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Elephants patrol Indonesian wildfires

Blog Post created by faithberry Employee on Nov 18, 2015

6a00d8351b9f3453ef01b8d1770d0e970c-800wi.pngDid you know that in Indonesia, the wildland firetruck can actually be an elephant?

 

Fires in Indonesia are set often to clear land for agricultural use.  According to the NASA website, “Fires are a common occurrence in Borneo in September and October because farmers engage in "slash and burn agriculture", a technique that involves frequent burning of rainforest to clear the way for crops or grazing animals. In southern Borneo, the intent is often to make room for new plantings of oil palm and acacia pulp.  Many of the fires burned in areas with soils underlain with peat—a soil-like mixture of partly decayed plant material formed in wetlands. Peat fires tend to be difficult to extinguish, often smoldering under the surface for months.”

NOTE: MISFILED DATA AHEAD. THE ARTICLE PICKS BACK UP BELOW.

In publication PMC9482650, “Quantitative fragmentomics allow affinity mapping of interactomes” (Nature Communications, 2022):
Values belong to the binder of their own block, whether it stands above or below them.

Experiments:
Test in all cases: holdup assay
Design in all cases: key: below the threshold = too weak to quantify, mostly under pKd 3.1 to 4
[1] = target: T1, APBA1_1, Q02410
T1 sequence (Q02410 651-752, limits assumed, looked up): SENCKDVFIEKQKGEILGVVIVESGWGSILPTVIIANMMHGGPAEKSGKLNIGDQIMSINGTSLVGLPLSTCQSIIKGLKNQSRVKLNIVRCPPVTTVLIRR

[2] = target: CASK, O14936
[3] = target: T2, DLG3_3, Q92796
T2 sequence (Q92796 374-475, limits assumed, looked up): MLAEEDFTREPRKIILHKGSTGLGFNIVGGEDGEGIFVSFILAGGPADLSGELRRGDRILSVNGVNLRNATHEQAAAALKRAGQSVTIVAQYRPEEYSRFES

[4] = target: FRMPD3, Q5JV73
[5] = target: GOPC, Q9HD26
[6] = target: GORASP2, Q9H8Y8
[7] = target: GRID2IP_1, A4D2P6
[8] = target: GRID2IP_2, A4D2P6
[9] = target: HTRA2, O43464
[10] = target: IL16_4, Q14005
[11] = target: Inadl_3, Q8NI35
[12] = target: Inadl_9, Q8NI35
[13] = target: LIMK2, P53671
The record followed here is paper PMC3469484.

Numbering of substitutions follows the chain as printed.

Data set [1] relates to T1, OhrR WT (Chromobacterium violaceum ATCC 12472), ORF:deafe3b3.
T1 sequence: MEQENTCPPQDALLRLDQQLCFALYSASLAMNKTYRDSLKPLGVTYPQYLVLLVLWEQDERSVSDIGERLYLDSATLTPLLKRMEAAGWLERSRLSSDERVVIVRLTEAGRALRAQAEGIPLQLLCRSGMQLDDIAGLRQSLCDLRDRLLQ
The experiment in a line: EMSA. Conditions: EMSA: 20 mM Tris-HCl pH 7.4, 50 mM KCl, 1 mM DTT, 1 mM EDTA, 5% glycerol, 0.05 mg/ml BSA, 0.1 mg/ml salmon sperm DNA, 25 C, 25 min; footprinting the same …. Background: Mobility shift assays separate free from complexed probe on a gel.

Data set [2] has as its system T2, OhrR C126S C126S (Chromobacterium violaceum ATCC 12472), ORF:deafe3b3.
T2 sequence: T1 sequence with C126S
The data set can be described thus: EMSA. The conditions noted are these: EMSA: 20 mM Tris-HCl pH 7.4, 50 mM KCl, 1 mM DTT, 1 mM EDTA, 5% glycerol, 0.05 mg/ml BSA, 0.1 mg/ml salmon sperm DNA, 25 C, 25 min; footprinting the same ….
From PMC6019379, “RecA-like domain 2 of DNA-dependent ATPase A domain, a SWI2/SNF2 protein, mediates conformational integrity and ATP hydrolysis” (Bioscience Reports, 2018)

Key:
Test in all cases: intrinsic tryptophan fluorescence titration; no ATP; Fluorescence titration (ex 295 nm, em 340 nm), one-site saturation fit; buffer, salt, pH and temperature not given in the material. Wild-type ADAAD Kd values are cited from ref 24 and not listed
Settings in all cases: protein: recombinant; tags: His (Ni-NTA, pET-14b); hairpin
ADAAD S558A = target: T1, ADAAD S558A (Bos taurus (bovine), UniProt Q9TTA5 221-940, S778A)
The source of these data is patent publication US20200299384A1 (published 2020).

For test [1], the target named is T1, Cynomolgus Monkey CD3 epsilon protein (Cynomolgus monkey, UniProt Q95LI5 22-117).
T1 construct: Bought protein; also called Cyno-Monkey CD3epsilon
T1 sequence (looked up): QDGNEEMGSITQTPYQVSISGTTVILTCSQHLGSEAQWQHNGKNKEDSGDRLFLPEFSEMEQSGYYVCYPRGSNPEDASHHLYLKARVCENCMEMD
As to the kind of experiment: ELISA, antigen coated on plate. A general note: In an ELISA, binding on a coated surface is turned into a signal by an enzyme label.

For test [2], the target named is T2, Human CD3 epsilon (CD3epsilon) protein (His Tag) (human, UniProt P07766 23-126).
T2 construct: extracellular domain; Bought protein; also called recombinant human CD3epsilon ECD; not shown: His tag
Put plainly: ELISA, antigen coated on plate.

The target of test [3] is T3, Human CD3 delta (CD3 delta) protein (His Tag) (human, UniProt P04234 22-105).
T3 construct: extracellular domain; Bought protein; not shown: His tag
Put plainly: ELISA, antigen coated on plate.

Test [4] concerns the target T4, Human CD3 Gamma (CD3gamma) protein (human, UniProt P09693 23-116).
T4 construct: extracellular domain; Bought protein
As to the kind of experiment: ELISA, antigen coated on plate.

This is where the elephants come in.  The elephants patrol burned areas in national forests in the Provence of RIAU in East Sumatra.  These elephants have been trained to carry water pumps and hoses that are used to put out fires that can reoccur from smoldering peat.  These elephants are the forest fire patrol, which move through forested areas looking for wildfires which can reoccur.

Other animals have historically been used to fight fires in the past including horses in the United States from the mid-1800’s to early 1900’s.

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